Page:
They strive to contribute success to their organization, despite their confined space. The organizational structure at BBS is clearly defined. The board of directors is chosen and then a President is set in place. Under the President are staff members who run the daily operations of the agency. The decisions are made from top to bottom. The board of directors and the President decide what is best for the organization. The staff has minimal input regarding decisions. However, the staff can make suggestions as well as include input about their programs. This allows the leadership to see what is working and what is not.
The leadership seems organized and structured. The management style of the supervisor is a democratic leadership. A democratic leader emphasizes open discussion of issues, even uncomfortable ones such as disagreements among group members or hostility toward the group leader (Skirts-Ashman, K. K. (2011) peg. 70). The management is interested in the other staff members and their concerns. A major goal at BBS is to create a positive working environment for their staff. They do so, by creating an open line of communication within its staff members. Big Bothers Big Sisters does a great Job working with diverse clients.
The staff shows no biases or Judgments when dealing with such a diverse group. They have Native American, African American and Latino Mentoring Councils. Having these diverse councils, allows for Big Brothers Big Sisters to have the ability to reach all populations doing approaches such as these. They also have interpreters who may need to help people when communicating in another language. It is vital for agencies to set in place specific strategies that target their clients served. BBS has child recruitment strategies and volunteer recruitment strategies.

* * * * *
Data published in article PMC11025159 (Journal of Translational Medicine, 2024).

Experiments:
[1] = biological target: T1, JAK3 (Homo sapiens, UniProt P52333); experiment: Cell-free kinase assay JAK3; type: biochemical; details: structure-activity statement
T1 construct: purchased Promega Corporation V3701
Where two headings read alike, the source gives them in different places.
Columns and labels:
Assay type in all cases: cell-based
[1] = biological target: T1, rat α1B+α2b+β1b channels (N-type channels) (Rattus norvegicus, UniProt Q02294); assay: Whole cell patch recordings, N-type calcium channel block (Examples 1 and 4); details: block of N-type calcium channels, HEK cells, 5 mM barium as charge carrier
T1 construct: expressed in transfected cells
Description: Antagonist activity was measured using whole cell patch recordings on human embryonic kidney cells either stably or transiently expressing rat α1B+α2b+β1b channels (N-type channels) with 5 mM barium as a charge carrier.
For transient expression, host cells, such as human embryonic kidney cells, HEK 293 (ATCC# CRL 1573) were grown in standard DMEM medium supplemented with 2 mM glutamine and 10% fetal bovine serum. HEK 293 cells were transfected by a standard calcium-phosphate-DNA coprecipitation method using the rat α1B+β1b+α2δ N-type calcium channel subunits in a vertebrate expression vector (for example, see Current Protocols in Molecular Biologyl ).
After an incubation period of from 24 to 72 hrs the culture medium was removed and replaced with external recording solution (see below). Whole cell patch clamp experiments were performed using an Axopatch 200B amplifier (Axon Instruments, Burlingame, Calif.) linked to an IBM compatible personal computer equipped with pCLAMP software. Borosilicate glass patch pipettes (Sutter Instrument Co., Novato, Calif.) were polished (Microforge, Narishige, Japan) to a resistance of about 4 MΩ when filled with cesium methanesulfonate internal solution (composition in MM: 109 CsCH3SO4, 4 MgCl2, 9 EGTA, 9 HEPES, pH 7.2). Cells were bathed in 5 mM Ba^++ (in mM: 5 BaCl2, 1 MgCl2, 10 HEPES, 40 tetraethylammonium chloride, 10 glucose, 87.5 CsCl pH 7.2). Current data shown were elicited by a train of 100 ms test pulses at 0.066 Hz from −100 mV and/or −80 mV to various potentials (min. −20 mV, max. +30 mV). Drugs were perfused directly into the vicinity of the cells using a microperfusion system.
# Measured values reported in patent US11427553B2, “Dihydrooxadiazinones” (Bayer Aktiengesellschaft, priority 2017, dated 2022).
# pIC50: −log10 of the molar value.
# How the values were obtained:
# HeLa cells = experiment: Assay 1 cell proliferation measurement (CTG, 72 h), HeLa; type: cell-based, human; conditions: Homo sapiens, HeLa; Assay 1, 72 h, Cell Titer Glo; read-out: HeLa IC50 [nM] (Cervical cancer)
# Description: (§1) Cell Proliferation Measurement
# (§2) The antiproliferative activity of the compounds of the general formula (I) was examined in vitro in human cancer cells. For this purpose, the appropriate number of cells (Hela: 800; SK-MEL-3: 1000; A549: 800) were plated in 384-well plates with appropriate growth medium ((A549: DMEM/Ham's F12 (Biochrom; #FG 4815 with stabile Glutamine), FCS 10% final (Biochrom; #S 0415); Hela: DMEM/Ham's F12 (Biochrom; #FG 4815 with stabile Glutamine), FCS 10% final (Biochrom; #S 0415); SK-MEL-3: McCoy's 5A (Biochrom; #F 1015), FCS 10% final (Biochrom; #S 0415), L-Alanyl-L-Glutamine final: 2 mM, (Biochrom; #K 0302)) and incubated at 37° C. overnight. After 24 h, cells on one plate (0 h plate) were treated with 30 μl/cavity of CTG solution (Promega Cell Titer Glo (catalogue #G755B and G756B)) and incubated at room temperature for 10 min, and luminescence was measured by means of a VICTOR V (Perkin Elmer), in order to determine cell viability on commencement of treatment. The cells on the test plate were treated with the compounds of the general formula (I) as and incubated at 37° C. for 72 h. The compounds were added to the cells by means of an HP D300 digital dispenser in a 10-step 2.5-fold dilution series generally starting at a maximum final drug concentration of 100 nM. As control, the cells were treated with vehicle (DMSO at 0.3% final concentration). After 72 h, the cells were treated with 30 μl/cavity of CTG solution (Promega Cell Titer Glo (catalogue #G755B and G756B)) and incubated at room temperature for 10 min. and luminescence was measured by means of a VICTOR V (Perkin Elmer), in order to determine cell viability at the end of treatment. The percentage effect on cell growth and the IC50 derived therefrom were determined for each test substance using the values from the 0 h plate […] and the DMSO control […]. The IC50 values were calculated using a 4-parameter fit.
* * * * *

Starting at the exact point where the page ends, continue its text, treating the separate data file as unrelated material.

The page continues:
The child recruitment strategies are when BBS goes to schools and talks with teachers, coaches, counselors and after school programs about the agency. This allows for people in the school system to hear about the agency and recruit the children who may be in need off mentor. The volunteer recruitment strategies are presentations that are done for companies, organizations and military, universities and fairs. This allows for potential volunteers to hear about the program in hopes to volunteer to be a mentor for a child. Other ways BBS strategies is by social media and websites.